The Troll Affair

This was a comic story I started when writing at UTS. It is an ongoing story and obviously not finished.

‘Bloody trolls!’ Cadfel muttered, slamming the front door behind him and entering the small dining room.
‘What are they up to now?’ Fingel asked, putting the morning edition of ‘Gnome News’ on the table, glancing at Cadfel as he plonked himself into a chair opposite.
‘They’s got the bleedin’ Fairies up in arms, they has,’ he said, thumping the table, making the teapot, cups and saucers jump several inches. ‘Tryin’ to take over the garden fountain, filthy creatures that they is!’ he yelled, thumping the table again. The teapot moved precariously towards the edge of the table. ‘Fairies ain’t happy at all. You know how they feel about the fountain, especially after all the wand tapping and sprite spells they’ve used to get it right.’ He folded his hands on the table and peered at Fingel over the top of his glasses. ‘They’s talking about a strike! They want the trolls out, and I can’t says I blame them. Where goin’ to have to talk this out with them.’ He tapped his fingers on the table, suddenly giving it another thump. This was too much for the teapot. It teetered for a second, then crashed to the floor. Steam emanated from its remains, tea leaves splattering the table legs, and the shoes of the gnomes seated at the table.
Fingel jumped, a look of exasperation crossing his wrinkled face. ‘Please Cadfel, not another meeting. You know trolls and fairies can’t be in the same room together. Shit, can’t we find some other way to negotiate? Bloody trolls will stink the place out! They only want the fountain out of spite. You know that!’
‘Yeah, I knows,’ Cadfel answered, bending down and starting to collect the pieces of broken china scattered over the floor. ‘Bloody rotters never wash, so I don’t know what they ’s wantin’ with the bleedin’ fountain. Probably just want to muck it up, just to give them fairies the shites.’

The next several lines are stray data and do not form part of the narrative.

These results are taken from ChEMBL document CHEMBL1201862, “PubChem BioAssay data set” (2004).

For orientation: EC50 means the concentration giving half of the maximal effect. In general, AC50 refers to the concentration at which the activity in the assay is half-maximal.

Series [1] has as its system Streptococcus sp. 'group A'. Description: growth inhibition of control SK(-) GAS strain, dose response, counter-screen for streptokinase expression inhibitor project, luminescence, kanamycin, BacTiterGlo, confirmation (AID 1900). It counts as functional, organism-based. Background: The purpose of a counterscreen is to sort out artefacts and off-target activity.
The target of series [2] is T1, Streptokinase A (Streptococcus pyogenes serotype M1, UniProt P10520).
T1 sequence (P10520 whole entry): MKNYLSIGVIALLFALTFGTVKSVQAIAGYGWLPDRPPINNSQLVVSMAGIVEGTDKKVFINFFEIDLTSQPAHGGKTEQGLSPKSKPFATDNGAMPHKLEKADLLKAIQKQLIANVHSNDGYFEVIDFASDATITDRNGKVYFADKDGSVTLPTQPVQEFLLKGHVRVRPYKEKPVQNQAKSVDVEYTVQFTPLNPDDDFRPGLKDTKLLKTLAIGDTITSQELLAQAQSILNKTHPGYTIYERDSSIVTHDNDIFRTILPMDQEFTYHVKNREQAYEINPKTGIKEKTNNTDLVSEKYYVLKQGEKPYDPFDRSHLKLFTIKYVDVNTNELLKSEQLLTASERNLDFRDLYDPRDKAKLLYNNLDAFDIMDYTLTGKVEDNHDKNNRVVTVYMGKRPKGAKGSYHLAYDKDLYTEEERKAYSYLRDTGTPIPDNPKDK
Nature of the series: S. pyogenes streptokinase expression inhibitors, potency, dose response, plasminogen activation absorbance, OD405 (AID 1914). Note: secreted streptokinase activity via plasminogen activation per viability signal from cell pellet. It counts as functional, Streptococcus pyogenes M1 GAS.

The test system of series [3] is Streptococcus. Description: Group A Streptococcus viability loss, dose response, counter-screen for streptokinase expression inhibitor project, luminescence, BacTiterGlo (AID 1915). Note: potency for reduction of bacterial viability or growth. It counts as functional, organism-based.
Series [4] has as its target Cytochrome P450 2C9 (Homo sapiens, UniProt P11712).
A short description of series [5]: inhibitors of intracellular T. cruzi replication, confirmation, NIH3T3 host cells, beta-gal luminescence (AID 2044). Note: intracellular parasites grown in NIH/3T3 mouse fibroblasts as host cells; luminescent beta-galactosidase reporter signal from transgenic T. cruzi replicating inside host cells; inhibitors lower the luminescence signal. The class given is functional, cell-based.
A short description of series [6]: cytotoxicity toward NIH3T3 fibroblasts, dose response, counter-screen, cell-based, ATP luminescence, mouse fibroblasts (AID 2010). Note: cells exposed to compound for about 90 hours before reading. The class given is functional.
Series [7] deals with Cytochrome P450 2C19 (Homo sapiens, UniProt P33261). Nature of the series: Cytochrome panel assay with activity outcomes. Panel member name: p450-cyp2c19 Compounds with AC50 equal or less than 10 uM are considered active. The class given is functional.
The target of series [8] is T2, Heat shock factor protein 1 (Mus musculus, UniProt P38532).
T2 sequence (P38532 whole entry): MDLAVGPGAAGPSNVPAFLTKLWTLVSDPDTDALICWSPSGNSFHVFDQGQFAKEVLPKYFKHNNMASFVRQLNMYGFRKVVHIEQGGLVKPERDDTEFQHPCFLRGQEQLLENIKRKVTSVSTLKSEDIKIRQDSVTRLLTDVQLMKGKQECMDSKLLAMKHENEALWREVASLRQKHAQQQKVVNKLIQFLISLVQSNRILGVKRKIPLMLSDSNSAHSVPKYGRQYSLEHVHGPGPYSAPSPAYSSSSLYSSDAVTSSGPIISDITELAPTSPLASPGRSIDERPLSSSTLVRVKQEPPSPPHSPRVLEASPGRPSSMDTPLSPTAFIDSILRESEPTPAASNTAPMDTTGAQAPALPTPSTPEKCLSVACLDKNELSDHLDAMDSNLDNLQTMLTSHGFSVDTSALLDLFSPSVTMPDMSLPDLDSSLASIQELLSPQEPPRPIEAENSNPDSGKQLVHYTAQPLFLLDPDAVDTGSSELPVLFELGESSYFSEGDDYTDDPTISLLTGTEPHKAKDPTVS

‘Reckon you’re right’ Fingel replied. ‘Best we go and see the fairies and try to sort this out right now. I don’t want a meeting if I can help it. Bloody fairies flitting all around the room, tapping their bloody wands on everything, and making out they’re so bloody high and mighty.’ He rolled his eyes. ‘Then the trolls humping and grumping everywhere, shaking their fleas over the fairies just to give them the shits, scratching and moulting everywhere. Hell, Cadfel, we have to sort this out without a meeting.’ He headed towards the door.
‘Come on, let’s go and see if we can calm Pookie and her lot down a bit!’
Cadfel dropped the pieces of the broken pot in the garbage tin, and followed Fingel out, slamming the door behind him.
The cup and saucer crashed to the floor.

Leaving the gum tree, they waddled down the path towards the dell. Elves, now resident in the plots of Kangaroo Paw that had been planted in groupings down the path edge, peered out at them as they passed, tittering to each other in elf-talk. Pretending that nobody could see them was one of their favourite games, though Cadfel occasionally ventured the opinion that is was pretty stupid pretending no one could see you when they were looking straight at you. Still, that was elves, and like everything else they did, none of it made sense.